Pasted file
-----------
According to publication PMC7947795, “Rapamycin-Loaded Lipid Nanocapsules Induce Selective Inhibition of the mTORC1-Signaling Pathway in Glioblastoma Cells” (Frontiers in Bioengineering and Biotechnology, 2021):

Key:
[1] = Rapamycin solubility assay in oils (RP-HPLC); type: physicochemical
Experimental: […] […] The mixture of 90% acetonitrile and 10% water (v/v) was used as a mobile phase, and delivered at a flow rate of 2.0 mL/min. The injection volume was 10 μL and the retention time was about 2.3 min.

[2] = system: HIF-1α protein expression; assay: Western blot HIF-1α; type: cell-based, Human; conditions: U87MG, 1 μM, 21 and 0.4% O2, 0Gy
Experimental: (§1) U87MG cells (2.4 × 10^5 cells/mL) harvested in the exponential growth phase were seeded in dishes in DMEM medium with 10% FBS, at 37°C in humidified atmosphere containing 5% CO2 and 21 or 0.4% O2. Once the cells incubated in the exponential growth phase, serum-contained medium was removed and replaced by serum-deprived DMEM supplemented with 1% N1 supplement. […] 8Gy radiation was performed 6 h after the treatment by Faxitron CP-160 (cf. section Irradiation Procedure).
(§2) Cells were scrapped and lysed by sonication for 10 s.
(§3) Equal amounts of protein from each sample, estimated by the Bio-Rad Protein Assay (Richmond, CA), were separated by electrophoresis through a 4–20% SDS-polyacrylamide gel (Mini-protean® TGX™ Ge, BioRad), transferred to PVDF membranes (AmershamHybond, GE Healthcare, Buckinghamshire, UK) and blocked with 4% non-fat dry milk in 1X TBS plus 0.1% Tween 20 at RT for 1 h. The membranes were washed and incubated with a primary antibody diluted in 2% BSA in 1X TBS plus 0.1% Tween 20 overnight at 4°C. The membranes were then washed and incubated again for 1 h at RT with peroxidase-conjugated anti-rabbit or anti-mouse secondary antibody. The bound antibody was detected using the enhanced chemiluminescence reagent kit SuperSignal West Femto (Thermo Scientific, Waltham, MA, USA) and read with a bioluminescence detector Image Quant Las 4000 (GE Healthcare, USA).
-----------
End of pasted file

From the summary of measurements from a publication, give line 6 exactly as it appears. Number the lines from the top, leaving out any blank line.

Experimental: (§1) U87MG cells (2.4 × 10^5 cells/mL) harvested in the exponential growth phase were seeded in dishes in DMEM medium with 10% FBS, at 37°C in humidified atmosphere containing 5% CO2 and 21 or 0.4% O2. Once the cells incubated in the exponential growth phase, serum-contained medium was removed and replaced by serum-deprived DMEM supplemented with 1% N1 supplement. […] 8Gy radiation was performed 6 h after the treatment by Faxitron CP-160 (cf. section Irradiation Procedure).